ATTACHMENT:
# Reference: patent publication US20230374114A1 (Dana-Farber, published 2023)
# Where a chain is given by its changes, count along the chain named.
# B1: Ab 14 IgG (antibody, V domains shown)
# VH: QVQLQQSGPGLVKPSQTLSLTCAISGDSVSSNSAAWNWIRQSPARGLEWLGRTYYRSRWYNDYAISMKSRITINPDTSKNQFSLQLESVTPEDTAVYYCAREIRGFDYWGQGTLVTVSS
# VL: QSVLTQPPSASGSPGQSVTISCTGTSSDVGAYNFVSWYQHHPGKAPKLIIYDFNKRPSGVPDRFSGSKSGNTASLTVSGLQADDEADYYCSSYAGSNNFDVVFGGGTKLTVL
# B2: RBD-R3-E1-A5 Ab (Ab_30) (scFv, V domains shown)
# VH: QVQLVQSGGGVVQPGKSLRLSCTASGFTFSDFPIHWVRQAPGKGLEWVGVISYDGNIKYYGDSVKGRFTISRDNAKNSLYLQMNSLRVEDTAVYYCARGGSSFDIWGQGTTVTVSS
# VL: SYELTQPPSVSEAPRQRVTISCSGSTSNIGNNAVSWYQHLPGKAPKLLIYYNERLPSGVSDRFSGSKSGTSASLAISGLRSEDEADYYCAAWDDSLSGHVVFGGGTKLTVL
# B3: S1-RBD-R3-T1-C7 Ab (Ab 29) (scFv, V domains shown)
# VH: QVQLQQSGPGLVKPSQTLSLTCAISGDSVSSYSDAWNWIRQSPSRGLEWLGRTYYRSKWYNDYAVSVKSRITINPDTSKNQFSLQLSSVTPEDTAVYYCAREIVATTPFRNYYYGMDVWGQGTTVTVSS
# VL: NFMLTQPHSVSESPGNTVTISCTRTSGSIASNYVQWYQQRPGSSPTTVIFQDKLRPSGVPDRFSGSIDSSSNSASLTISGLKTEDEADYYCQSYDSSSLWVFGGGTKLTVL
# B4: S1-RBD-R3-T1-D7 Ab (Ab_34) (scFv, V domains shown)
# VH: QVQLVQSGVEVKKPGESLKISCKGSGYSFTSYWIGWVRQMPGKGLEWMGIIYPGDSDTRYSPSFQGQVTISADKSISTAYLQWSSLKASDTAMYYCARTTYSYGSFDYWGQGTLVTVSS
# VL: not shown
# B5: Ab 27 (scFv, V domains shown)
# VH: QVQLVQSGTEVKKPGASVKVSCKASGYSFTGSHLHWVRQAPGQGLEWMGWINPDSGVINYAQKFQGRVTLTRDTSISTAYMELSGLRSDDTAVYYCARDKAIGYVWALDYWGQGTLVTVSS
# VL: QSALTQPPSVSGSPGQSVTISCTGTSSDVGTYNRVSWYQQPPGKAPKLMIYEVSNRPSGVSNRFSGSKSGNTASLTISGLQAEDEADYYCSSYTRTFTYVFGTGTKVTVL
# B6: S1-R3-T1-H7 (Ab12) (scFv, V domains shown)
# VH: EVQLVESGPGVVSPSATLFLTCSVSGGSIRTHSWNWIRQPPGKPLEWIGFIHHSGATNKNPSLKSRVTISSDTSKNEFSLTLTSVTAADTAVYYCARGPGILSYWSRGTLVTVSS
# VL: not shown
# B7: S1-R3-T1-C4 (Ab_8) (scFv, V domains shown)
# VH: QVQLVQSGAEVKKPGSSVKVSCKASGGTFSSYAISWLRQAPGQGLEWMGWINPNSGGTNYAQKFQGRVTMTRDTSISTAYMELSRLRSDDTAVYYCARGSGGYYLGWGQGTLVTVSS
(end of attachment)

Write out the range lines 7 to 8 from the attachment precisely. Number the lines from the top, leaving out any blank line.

# VH: QVQLVQSGGGVVQPGKSLRLSCTASGFTFSDFPIHWVRQAPGKGLEWVGVISYDGNIKYYGDSVKGRFTISRDNAKNSLYLQMNSLRVEDTAVYYCARGGSSFDIWGQGTTVTVSS
# VL: SYELTQPPSVSEAPRQRVTISCSGSTSNIGNNAVSWYQHLPGKAPKLLIYYNERLPSGVSDRFSGSKSGTSASLAISGLRSEDEADYYCAAWDDSLSGHVVFGGGTKLTVL